Several possible mechanisms for recurrence of ER in the absence of a known cause have been discussed in this report including less common hereditary metabolic myopathies, premature return to activity due to incomplete recovery of the muscle tissue despite clinical recovery, and an acquired post-ER muscular disorder. Further investigation is required in order to determine the exact mechanism of recurrent ER in patients without known metabolic myopathies. This investigation should include proper consideration of the possibility for temporary or permanent higher susceptibility to recurrent events after severe ER due to an acquired myopathy in the damaged muscles. Furthermore the level of medical investigation required for patients experiencing single or recurrent episodes of ER is not well established in the literature and varies from meticulous investigation of the medical history to an extensive genetic and metabolic investigation and muscle biopsy. Accordingly proper guidelines for treatment and return to physical activity after ER are needed. It should include a thorough medical investigation along with risk stratification, and when no known etiology for the acute episode is found, evaluation for metabolic myopathies should be considered. Moreover the guidelines should include the length of time required before return to physical activity.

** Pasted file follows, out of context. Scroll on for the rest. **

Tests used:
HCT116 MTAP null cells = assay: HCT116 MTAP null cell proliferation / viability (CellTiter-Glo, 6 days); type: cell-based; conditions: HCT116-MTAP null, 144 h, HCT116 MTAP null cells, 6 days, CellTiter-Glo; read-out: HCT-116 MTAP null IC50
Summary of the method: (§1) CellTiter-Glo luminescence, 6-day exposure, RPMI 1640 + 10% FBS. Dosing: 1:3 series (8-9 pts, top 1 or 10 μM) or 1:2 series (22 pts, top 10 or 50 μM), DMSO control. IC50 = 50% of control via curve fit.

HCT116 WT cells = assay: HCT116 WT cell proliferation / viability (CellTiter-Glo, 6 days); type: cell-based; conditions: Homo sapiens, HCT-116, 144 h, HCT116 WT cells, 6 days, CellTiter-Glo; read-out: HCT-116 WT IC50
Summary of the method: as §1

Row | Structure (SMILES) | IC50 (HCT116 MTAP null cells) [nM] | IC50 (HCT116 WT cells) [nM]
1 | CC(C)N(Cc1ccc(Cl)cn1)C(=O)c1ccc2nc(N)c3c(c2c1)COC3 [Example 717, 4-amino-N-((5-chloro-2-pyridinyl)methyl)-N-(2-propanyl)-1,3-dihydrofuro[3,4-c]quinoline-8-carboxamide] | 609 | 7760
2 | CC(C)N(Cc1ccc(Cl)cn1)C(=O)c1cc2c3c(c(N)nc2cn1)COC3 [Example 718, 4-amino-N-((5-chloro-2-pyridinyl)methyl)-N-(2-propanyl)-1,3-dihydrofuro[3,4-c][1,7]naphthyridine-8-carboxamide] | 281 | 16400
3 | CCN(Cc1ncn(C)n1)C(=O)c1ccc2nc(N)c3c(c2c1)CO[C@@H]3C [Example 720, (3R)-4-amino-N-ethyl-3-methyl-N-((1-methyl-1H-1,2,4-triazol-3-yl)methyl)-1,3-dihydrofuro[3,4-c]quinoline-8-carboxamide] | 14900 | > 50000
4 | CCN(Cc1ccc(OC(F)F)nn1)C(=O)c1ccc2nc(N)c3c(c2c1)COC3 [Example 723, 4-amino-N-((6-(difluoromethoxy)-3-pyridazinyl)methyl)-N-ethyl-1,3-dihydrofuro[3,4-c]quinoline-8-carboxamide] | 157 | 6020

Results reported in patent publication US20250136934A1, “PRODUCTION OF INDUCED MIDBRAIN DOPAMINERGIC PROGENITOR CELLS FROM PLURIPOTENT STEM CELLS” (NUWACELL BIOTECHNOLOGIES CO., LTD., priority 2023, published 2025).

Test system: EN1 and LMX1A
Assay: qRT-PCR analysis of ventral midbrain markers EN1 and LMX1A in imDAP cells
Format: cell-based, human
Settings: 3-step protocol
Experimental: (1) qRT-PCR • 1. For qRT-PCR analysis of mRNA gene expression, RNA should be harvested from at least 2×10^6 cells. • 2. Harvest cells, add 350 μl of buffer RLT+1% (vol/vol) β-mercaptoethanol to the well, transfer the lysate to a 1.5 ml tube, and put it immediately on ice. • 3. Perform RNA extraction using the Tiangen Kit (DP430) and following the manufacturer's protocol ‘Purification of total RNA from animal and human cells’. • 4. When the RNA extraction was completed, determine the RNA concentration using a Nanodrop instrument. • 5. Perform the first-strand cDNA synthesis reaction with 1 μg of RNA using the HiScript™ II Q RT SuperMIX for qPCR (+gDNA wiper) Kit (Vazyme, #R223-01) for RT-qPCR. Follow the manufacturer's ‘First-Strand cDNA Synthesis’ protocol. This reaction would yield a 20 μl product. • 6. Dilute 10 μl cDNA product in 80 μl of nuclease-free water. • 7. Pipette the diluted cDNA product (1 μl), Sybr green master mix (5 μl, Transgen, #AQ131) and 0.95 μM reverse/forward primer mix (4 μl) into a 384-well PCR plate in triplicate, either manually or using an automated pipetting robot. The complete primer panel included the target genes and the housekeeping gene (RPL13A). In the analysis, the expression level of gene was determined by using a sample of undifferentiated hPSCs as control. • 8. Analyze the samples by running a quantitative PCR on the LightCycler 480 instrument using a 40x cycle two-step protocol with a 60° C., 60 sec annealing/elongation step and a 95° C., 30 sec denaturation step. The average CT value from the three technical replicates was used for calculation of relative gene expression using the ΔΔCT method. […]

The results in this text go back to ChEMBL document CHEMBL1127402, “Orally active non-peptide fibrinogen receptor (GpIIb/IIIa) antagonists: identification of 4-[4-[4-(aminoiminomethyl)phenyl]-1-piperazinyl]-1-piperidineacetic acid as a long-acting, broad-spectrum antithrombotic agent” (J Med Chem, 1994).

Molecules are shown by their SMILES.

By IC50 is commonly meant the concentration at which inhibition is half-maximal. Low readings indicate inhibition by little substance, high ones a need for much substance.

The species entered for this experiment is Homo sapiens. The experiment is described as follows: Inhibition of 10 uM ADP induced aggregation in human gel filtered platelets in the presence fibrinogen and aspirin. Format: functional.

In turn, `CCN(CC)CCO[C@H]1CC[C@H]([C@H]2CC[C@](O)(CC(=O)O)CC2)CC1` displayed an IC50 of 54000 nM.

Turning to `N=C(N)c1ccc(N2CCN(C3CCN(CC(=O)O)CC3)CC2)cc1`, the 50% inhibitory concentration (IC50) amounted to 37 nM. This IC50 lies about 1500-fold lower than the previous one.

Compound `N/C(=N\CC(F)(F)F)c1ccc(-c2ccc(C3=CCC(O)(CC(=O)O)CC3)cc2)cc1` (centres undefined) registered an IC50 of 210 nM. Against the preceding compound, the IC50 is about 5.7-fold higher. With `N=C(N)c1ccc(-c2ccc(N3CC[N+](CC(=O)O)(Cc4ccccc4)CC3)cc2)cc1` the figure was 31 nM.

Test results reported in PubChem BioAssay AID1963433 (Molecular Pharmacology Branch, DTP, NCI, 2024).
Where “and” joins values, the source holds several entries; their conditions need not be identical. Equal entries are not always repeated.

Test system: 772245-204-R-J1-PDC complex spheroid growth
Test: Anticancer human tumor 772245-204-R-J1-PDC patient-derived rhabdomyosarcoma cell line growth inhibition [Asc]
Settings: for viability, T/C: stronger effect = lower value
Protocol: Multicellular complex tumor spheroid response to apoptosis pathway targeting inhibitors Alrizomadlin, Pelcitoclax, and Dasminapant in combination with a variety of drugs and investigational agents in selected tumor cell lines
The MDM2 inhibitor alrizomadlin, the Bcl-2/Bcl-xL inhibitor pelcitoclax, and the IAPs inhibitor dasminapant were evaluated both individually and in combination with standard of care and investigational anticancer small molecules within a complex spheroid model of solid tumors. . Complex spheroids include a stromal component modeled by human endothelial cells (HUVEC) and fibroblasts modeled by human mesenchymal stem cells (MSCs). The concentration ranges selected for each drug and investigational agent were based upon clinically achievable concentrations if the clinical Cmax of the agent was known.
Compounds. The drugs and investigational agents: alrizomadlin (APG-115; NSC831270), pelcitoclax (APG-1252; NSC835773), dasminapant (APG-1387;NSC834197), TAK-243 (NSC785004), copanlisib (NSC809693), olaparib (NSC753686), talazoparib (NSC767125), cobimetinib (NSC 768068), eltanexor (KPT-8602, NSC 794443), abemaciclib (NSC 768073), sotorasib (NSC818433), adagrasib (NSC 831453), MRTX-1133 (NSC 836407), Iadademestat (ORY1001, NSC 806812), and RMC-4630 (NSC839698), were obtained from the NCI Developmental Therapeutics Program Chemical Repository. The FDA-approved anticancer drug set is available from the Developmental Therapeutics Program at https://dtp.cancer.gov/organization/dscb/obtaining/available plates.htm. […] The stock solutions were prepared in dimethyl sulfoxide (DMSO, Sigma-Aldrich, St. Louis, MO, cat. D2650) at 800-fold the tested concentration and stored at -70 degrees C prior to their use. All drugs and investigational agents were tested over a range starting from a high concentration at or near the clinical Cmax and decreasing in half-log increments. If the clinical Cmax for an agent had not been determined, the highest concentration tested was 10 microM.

This study was not funded by any source. None of the authors has any professional relationships with companies or manufacturers who will benefit from the results of the present study. In addition, the results of the present study do not constitute endorsement by Current Sports Medicine Reports or the American College of Sports Medicine.